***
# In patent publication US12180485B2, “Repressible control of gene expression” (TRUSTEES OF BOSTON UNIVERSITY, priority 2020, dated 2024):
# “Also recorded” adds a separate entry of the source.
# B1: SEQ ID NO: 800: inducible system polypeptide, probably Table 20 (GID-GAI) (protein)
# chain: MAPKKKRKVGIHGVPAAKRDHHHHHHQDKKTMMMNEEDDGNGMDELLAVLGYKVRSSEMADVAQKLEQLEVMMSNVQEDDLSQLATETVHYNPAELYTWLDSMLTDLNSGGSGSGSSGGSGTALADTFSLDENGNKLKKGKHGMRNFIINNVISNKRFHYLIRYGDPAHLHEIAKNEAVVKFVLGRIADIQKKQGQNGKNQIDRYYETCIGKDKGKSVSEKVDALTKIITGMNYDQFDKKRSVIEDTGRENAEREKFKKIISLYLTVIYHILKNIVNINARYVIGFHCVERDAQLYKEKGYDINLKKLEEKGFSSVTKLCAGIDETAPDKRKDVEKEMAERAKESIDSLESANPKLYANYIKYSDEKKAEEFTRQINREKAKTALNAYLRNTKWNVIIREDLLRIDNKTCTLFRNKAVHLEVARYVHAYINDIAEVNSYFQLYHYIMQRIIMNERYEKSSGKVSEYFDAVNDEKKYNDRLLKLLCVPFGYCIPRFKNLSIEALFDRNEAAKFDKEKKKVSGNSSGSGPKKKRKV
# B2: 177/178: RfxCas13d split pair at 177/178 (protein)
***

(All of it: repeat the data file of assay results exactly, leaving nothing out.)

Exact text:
# In patent publication US12180485B2, “Repressible control of gene expression” (TRUSTEES OF BOSTON UNIVERSITY, priority 2020, dated 2024):
# “Also recorded” adds a separate entry of the source.
# B1: SEQ ID NO: 800: inducible system polypeptide, probably Table 20 (GID-GAI) (protein)
# chain: MAPKKKRKVGIHGVPAAKRDHHHHHHQDKKTMMMNEEDDGNGMDELLAVLGYKVRSSEMADVAQKLEQLEVMMSNVQEDDLSQLATETVHYNPAELYTWLDSMLTDLNSGGSGSGSSGGSGTALADTFSLDENGNKLKKGKHGMRNFIINNVISNKRFHYLIRYGDPAHLHEIAKNEAVVKFVLGRIADIQKKQGQNGKNQIDRYYETCIGKDKGKSVSEKVDALTKIITGMNYDQFDKKRSVIEDTGRENAEREKFKKIISLYLTVIYHILKNIVNINARYVIGFHCVERDAQLYKEKGYDINLKKLEEKGFSSVTKLCAGIDETAPDKRKDVEKEMAERAKESIDSLESANPKLYANYIKYSDEKKAEEFTRQINREKAKTALNAYLRNTKWNVIIREDLLRIDNKTCTLFRNKAVHLEVARYVHAYINDIAEVNSYFQLYHYIMQRIIMNERYEKSSGKVSEYFDAVNDEKKYNDRLLKLLCVPFGYCIPRFKNLSIEALFDRNEAAKFDKEKKKVSGNSSGSGPKKKRKV
# B2: 177/178: RfxCas13d split pair at 177/178 (protein)